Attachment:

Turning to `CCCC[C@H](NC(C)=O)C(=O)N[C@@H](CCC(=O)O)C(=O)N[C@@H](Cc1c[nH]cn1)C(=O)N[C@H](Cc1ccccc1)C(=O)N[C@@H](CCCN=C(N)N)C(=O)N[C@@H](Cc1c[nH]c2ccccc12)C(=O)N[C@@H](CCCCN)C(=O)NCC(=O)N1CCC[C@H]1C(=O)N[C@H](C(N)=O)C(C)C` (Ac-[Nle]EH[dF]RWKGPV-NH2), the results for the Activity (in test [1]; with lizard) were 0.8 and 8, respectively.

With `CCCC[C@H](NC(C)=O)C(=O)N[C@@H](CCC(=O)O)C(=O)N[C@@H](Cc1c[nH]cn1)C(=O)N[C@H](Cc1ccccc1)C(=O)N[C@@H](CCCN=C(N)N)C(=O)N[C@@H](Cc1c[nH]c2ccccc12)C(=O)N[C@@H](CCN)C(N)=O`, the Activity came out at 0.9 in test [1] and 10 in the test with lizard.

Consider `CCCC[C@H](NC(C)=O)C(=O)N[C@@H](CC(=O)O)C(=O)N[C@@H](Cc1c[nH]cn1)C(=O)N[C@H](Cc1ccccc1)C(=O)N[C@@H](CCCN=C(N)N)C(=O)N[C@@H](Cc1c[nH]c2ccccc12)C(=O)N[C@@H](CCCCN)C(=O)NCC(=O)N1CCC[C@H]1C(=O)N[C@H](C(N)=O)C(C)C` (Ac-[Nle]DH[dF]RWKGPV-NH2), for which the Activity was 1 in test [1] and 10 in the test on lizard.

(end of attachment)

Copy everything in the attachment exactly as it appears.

Turning to `CCCC[C@H](NC(C)=O)C(=O)N[C@@H](CCC(=O)O)C(=O)N[C@@H](Cc1c[nH]cn1)C(=O)N[C@H](Cc1ccccc1)C(=O)N[C@@H](CCCN=C(N)N)C(=O)N[C@@H](Cc1c[nH]c2ccccc12)C(=O)N[C@@H](CCCCN)C(=O)NCC(=O)N1CCC[C@H]1C(=O)N[C@H](C(N)=O)C(C)C` (Ac-[Nle]EH[dF]RWKGPV-NH2), the results for the Activity (in test [1]; with lizard) were 0.8 and 8, respectively.

With `CCCC[C@H](NC(C)=O)C(=O)N[C@@H](CCC(=O)O)C(=O)N[C@@H](Cc1c[nH]cn1)C(=O)N[C@H](Cc1ccccc1)C(=O)N[C@@H](CCCN=C(N)N)C(=O)N[C@@H](Cc1c[nH]c2ccccc12)C(=O)N[C@@H](CCN)C(N)=O`, the Activity came out at 0.9 in test [1] and 10 in the test with lizard.

Consider `CCCC[C@H](NC(C)=O)C(=O)N[C@@H](CC(=O)O)C(=O)N[C@@H](Cc1c[nH]cn1)C(=O)N[C@H](Cc1ccccc1)C(=O)N[C@@H](CCCN=C(N)N)C(=O)N[C@@H](Cc1c[nH]c2ccccc12)C(=O)N[C@@H](CCCCN)C(=O)NCC(=O)N1CCC[C@H]1C(=O)N[C@H](C(N)=O)C(C)C` (Ac-[Nle]DH[dF]RWKGPV-NH2), for which the Activity was 1 in test [1] and 10 in the test on lizard.